I finished the first session of my meditation teacher training today and sent if off for marking. I have learned so much over the last two weeks or so as I completed the session, not only about myself, but also about meditation as a practice, its origins and how it came to the west.
One of the final exercises I did was a worksheet on meditation as part of holistic health. To do this worksheet I listened to a discussion by the head of the Australian Centre for Holistic Studies talk about how meditation affects us mentally, emotionally, spiritually and physically, and how our health in these area affects our meditation. During this talk, she mentioned the Inner Child and the Positive Adult, and I wanted to touch on this now.
Many of us will have heard of the Inner Child, but less will know about the Positive Adult. Those of us who have heard about the Positive Adult will probably know it as the opposite of the Inner Child, but this is a very simplistic way of seeing things. The Positive Adult exists alongside the Inner Child and is the calming, soothing presence we find within ourselves. The Positive Adult helps us feel safe, face our fears and remain calm, comforting our Inner Child and helping them grow. Often, however, we focus heavily on our Inner Child, letting them run away with our thoughts and, as things get too hard, the Inner Child struggles to cope. If we have not cultivated a relationship with the Positive Adult within ourselves, that Inner Child has no one to turn to and, like a real child in a frightening, frustrating situation, they will break down and, in turn, so will we.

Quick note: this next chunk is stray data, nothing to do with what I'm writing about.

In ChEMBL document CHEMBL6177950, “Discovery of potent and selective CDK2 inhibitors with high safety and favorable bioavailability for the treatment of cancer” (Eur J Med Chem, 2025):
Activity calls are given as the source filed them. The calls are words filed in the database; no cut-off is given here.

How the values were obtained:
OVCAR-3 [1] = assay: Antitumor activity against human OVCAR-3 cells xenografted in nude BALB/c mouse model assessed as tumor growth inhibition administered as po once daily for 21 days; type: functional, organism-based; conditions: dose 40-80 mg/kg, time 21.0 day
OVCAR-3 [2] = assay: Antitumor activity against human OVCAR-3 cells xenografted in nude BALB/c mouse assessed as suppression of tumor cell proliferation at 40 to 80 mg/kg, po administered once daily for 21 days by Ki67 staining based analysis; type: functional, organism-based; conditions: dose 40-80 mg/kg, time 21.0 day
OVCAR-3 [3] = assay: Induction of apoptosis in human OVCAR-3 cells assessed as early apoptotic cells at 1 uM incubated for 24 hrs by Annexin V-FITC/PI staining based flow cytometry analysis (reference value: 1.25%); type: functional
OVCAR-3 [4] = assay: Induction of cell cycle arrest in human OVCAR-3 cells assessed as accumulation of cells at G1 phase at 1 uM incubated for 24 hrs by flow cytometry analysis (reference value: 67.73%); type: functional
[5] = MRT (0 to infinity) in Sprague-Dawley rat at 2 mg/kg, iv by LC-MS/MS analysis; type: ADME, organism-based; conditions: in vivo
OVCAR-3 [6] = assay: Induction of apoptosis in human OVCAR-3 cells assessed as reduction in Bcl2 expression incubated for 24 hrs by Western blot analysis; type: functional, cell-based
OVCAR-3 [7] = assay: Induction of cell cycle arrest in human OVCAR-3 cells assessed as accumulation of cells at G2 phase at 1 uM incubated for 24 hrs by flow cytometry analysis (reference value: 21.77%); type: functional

Our Inner Child is a beautiful force, but we need to nurture our Positive Adult too, so that the Inner Child has someone to go to when they can't handle the world anymore. One way to connect with the Positive Adult is through meditation, this helps to quieten the rushing mind of the Inner Child and let them rest, while allowing the Positive Adult space to grow. When we meditate we are safe, we are comfortable and secure, all states from which the Positive Adult can act and the Inner Child needs to be able to experience. If we cultivate this relationship with both sides of our being, we are on our way to a healthy, holistic practice.
Don't get too excited, course hasn't started yet.
However, I am one lucky lady. Because I enrolled within a certain time frame after receiving my course prospectus (kind of like an introduction handbook) I received an Enrolment Bonus. I received, free, a 21 Daily Meditation Program and a free Home Retreat download, which is a weekend's worth of guided meditations and spiritual practices, which I can either do of a whole weekend, or break down into small chunks. These are course extras which usually cost, so I'm feeling pretty special right now.
Reading through my 21-Day Program, something on the second page struck me and got me thinking. Those of you who follow my Instagram (@barbelldancer) may have seen my lyra post from earlier this week, where I mentioned having some trouble with my mental health, and I blogged about it recently too over in Straight Living. I'm on the up at the moment, I'm pleased to say, and it was this bout of recurring troubles that made me stop, reflect and realise I had two choices: I could either do something about it and change direction, or I could keep going in the same direction and know that this will eventually happen again.
If you know me, you will know which option I chose.
This was part of what led me to sign up to do meditation teacher training, but it is something I have been thinking about for a while now.
Anyway, page two of my guide had the following to consider: